How to Build Your Own Surveys & Extend Them with Custom JavaScript

A primer on how to use your own JS functions, to augment the conditional logic and validators SurveyJS ships with.

By Prithwish Nath

August 31st, 2022

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The biggest difference maker when it comes to maximizing ROI on a survey — whether it's market research for a new ad campaign, gauging customer satisfaction, or patient history taking — is relevance. Simply put, don't waste their time.

Your respondents shouldn't have to see questions that don't apply to them or boilerplate questions that contradict the information they've *already *provided.

This is why implementing conditional branching (better known as “skip logic”) for your surveys is critical. You need to ensure that your respondents *always *get the most relevant questions — because that's what leads to higher completion rates and a larger sample size of data for you. Plus, using conditional logic, you gain the ability to determine questions based on answers to previous questions, all of which adds up to better analytics for you, and more accurate projections and indices for your stakeholders.

SurveyJS is a free and open-source (under the MIT license) JavaScript library that not only lets you do this — but also goes one step further and allows you to extend your conditional logic and input validation with your own JavaScript code, to do things no mere survey library could do alone.

Awesome, right? Let's build our own conditions and validators — sticking entirely to vanilla JavaScript — to see just how easy this is, regardless of the framework you're using.

Custom Conditional Logic

For a non-contrived, real-world example, let's say you were designing a digital usage survey and wanted to categorize questions in a way that holds questions for PC users on one page, and mobile users on another, both being mutually exclusive in terms of visibility.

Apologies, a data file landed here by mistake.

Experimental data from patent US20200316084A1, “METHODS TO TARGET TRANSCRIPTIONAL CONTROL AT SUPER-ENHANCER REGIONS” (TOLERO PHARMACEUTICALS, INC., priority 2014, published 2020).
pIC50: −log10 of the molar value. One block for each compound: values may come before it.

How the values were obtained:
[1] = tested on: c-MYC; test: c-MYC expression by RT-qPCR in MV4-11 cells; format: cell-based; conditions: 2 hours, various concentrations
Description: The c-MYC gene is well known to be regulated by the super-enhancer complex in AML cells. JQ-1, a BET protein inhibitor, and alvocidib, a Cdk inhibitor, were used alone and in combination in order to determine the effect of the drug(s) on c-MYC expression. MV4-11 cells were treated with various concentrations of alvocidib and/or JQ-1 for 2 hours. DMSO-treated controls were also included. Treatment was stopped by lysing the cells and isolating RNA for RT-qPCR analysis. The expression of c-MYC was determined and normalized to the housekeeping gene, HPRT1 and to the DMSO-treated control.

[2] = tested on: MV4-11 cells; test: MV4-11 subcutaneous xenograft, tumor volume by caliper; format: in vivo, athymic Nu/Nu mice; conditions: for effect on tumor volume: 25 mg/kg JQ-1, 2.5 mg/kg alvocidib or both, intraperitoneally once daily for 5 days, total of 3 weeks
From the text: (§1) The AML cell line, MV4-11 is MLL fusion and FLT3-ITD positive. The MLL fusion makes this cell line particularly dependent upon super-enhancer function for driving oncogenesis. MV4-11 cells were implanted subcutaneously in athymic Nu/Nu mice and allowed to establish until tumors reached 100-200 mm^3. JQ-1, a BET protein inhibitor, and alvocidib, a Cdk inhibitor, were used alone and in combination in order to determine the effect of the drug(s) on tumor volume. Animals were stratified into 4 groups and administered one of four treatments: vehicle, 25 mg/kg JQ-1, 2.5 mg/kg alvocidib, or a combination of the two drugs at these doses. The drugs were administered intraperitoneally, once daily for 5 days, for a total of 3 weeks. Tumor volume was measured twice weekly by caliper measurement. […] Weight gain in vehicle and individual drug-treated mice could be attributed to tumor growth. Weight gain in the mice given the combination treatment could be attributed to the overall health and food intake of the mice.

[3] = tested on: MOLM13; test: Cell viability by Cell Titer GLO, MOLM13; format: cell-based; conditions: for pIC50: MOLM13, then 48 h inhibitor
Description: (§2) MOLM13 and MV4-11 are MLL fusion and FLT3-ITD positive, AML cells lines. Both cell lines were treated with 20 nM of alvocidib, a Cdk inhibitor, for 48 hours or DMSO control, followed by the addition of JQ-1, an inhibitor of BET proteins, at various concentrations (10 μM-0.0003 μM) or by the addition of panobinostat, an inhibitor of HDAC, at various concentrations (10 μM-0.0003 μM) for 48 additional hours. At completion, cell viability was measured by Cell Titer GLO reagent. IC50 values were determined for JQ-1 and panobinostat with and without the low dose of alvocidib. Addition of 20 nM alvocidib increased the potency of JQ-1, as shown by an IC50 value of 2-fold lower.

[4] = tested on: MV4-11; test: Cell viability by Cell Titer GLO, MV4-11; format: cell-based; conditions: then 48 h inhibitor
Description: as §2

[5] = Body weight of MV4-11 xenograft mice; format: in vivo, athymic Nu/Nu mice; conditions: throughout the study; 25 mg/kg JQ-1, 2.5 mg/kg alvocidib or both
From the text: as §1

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Now, SurveyJS provides you with several built-in client-side conditional visibility options and triggers to help you implement branching and skip logic — the visibleIf, enableIf, and requiredIf properties, for example, are:

a. set in the survey schema (JSON) itself,

b. accept boolean expressions intuitively, and

c. can be applied to questions, panels, and even entire pages.

Have a look at this survey

The second question (ideal team size) would be visible** if and only if **the previous question (prior team experience) had an affirmative ‘Yes' answer.*

In the device usage survey that we're talking about now though, this built-in conditional evaluation couldn't help us without an extra starting question that asked something like, “What kind of device are you currently using?” This is extraneous, takes up time, and the respondent would probably prefer this to be auto-detected, instead.

So right now, you're probably thinking, “Well gee, sure would be nice if I could just…write a JS function that *automatically *detected whether my respondent was on a computer or a mobile device, and showed one of the two pages, conditionally.”

If you are, give yourself a pat on the back, because you can do *exactly *that.

This is *all *vanilla JavaScript, by the way. For older/unsupported web browsers, try the matchMedia() polyfill.

This is all vanilla JavaScript, by the way. For older/unsupported web browsers, try the matchMedia() polyfill.*

So that's our first step; coding a function that uses the matchMedia API to run a CSS media query, and run a matches function on the returned object that gives us a true or false value depending on whether the query matched or not— perfect for us, because of course, we **do **want boolean values for conditional logic in a survey!

Our function checks the respondent's device and returns true as long as it has at least one fine-grained pointer (aka, a mouse or touchpad). If not, well, your respondent is probably on a mobile device.